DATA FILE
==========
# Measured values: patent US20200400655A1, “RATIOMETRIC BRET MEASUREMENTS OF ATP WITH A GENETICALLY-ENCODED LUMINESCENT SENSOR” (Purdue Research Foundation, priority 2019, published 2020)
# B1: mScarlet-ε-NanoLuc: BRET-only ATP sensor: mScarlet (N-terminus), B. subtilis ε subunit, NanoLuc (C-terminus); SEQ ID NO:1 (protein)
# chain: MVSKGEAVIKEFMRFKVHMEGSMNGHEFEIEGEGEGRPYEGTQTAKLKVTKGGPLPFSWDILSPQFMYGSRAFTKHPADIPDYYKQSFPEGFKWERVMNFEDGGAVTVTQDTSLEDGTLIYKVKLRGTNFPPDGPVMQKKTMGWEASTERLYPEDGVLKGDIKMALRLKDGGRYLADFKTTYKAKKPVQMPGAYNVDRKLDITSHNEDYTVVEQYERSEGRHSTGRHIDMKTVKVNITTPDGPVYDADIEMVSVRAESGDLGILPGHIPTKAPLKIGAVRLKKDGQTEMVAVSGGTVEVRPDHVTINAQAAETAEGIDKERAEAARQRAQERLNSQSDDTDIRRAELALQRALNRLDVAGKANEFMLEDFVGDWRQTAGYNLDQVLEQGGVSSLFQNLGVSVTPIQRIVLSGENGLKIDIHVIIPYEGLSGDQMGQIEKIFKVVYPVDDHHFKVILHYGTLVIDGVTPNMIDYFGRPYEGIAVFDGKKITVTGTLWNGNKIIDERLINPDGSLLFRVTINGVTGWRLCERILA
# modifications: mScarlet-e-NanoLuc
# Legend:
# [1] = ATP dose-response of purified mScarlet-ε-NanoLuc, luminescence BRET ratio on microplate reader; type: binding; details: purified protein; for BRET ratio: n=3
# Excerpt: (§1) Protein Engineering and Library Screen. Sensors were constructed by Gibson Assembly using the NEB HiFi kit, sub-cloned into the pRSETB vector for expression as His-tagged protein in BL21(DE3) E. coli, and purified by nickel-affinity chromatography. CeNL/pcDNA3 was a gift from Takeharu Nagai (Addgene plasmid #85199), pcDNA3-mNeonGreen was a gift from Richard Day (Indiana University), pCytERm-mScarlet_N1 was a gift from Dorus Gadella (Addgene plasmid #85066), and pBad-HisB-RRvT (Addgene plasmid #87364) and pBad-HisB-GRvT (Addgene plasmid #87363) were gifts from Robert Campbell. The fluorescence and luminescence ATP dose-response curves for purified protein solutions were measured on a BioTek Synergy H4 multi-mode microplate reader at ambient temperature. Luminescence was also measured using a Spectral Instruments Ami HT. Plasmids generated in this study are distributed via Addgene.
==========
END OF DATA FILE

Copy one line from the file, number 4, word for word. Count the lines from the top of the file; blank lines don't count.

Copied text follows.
# modifications: mScarlet-e-NanoLuc